Kendrick returns to Dodgers on two-year deal; Segura to Diamondbacks
Veteran second baseman Howie Kendrick signed a two-year, $20 million contract to return to the Los Angeles Dodgers on Friday, a deal that figures to be a bargain for the Dodgers.
Kendrick turned down a qualifying offer that would have paid him $15.8 million for the 2016 season, and apparently could not find another team that was interested in coughing up a draft pick in order to sign him.
This move makes the Dodgers better, because Kendrick is a better solution at second base than a platoon of Chase Utley and Enrique Hernandez. Moreover, it keeps Kendrick away from the NL West rival Arizona Diamondbacks, who have needs in the middle infield and seemed to be a logical destination for Kendrick.
Apparently, the Diamondbacks didn't want to part with the 39th pick in the draft, which they would have surrendered to the Dodgers had they signed Kendrick. Instead, they traded pitcher Chase Anderson, infielder Aaron Hill and minor leaguer Isan Diaz to the Milwaukee Brewers for shortstop Jean Segura and pitcher Tyler Wagner.
Diamondbacks general manager Dave Stewart said the club is "seeking a little bit more offense" with this trade. OK, let's compare Kendrick and Segura.
Kendrick: .295/.336/.409, 9 HRs, 54 RBIs, 6 SBs
Segura: .257/.281/.336, 6 HRs, 50 RBIs, 25 SBs
If you were "seeking a little bit more offense," which player would you add? Kendrick, right? It's a slam dunk.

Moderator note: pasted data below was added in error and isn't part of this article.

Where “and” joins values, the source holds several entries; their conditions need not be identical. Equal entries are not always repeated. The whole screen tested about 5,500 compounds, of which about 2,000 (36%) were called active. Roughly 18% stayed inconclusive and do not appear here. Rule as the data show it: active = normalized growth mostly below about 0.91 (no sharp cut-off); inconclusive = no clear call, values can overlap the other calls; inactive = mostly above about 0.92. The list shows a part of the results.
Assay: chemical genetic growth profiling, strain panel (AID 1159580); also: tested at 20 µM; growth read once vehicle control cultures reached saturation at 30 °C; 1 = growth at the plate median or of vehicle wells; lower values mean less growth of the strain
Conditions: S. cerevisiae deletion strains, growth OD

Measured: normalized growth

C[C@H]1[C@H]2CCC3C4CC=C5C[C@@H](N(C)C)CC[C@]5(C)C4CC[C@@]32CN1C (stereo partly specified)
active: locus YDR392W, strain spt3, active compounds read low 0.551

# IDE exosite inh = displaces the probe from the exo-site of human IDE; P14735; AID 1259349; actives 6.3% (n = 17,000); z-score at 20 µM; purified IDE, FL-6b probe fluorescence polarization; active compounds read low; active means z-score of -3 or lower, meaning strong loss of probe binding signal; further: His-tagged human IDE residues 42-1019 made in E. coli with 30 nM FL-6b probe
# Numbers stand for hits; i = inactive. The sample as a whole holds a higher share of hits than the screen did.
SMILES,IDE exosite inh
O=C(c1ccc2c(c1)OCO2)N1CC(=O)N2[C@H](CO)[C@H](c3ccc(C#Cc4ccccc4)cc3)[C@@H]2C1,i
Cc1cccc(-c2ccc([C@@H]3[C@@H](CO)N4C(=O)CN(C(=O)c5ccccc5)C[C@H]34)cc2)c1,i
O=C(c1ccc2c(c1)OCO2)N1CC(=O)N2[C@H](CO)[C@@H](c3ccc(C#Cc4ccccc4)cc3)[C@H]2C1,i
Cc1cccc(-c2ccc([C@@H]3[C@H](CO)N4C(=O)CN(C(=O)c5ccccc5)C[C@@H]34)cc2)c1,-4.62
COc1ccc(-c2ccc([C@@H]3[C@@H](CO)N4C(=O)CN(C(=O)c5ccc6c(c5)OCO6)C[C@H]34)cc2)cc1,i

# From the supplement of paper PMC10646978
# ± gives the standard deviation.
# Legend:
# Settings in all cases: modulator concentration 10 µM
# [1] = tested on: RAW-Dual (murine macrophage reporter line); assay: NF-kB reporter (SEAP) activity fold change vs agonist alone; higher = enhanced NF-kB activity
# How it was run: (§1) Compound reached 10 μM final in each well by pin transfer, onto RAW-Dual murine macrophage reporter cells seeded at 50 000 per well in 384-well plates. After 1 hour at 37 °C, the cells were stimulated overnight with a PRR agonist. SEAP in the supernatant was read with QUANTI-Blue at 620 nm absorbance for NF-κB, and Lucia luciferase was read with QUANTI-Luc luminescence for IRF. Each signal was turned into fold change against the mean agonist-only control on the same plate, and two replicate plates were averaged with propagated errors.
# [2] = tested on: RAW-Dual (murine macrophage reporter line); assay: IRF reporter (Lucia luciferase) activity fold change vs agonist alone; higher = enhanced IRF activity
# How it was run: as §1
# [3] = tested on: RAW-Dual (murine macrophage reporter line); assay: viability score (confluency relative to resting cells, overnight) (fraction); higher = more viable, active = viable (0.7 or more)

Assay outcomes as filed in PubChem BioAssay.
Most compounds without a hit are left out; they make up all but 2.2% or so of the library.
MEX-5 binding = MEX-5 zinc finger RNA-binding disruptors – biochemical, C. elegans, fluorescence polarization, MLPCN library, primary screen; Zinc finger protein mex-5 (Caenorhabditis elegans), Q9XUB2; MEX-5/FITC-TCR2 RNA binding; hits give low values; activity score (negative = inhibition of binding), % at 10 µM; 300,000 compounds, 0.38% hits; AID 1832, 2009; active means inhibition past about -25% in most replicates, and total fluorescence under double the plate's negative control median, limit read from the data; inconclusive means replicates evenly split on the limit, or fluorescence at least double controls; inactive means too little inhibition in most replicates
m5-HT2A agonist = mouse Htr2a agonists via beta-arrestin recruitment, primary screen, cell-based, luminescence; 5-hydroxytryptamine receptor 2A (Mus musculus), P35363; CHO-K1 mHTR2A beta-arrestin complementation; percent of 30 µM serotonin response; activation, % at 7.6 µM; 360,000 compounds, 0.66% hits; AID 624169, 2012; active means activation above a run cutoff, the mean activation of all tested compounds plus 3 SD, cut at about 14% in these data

So, instead of surrendering the 39th pick in the draft to sign Kendrick and keep him away from the Dodgers, the Diamondbacks surrendered a major league pitcher (Anderson) and a good prospect (Diaz) to trade for Segura, who is clearly a lesser player than Kendrick.
This is a fail for Arizona.
Quentin comes out of retirement, signs with Twins
Former White Sox outfielder Carlos Quentin, 33, will attempt a comeback with the Minnesota Twins. He signed a minor league deal Tuesday that would pay him $750,000 if he is added to the 40-man roster.
Quentin enjoyed his best season in 2008 with the White Sox, when he totaled 36 home runs and 100 RBIs. Injuries have plagued his career -- he hasn't played more than 86 games in a season since 2011. He last played in the majors with San Diego in 2014 and announced his retirement after Atlanta released him in April 2015.
Buehrle not signing a contract, not retiring either
Former White Sox pitcher Mark Buehrle, currently a free agent, says he's “not planning to sign, but not officially retiring," acccording to reports.
The 37-year-old lefty finished last season with a 3.81 ERA with the Toronto Blue Jays and probably could help a team as a veteran at the back of the rotation.
If some team has an injury to a significant member of its starting staff during spring training, I wouldn't be surprised if that team gives Buehrle a call.
Will anyone sign Thornton?
Continuing with this theme of former White Sox, they say left-handers can pitch forever. That being the case, how come relief pitcher Matt Thornton can't find a job?
Sure, he's 39 years old and not as overpowering as he used to be, but he held left-handed hitters to a .198/.205/.279 slash line and compiled a 2.18 ERA with the Washington Nationals last year.
Hard to believe some team can't use that.
Olivo gets minor league deal with Giants
Former White Sox catcher Miguel Olivo, 37, has signed a minor league deal with San Francisco. Olivo spent 2015 in the Mexican League, exiled after the Dodgers released him in 2014 for biting off a chunk of Alex Guerrero's ear during a dugout brawl at Triple-A Albuquerque.